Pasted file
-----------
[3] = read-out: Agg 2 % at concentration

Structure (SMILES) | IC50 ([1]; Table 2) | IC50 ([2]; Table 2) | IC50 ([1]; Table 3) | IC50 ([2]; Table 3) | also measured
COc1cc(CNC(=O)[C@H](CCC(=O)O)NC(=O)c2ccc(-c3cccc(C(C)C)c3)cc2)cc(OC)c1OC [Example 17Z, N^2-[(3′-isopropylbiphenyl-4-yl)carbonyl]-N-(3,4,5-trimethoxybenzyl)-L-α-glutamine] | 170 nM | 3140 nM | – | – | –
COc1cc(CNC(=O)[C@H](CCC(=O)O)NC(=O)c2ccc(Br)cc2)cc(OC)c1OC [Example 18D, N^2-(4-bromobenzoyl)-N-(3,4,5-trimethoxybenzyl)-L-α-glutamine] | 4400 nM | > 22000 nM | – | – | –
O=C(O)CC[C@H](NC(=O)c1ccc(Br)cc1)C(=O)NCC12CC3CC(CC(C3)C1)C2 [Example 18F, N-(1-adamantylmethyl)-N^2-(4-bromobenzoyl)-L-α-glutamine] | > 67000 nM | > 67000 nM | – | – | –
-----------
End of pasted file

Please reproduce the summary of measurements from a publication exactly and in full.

[3] = read-out: Agg 2 % at concentration

Structure (SMILES) | IC50 ([1]; Table 2) | IC50 ([2]; Table 2) | IC50 ([1]; Table 3) | IC50 ([2]; Table 3) | also measured
COc1cc(CNC(=O)[C@H](CCC(=O)O)NC(=O)c2ccc(-c3cccc(C(C)C)c3)cc2)cc(OC)c1OC [Example 17Z, N^2-[(3′-isopropylbiphenyl-4-yl)carbonyl]-N-(3,4,5-trimethoxybenzyl)-L-α-glutamine] | 170 nM | 3140 nM | – | – | –
COc1cc(CNC(=O)[C@H](CCC(=O)O)NC(=O)c2ccc(Br)cc2)cc(OC)c1OC [Example 18D, N^2-(4-bromobenzoyl)-N-(3,4,5-trimethoxybenzyl)-L-α-glutamine] | 4400 nM | > 22000 nM | – | – | –
O=C(O)CC[C@H](NC(=O)c1ccc(Br)cc1)C(=O)NCC12CC3CC(CC(C3)C1)C2 [Example 18F, N-(1-adamantylmethyl)-N^2-(4-bromobenzoyl)-L-α-glutamine] | > 67000 nM | > 67000 nM | – | – | –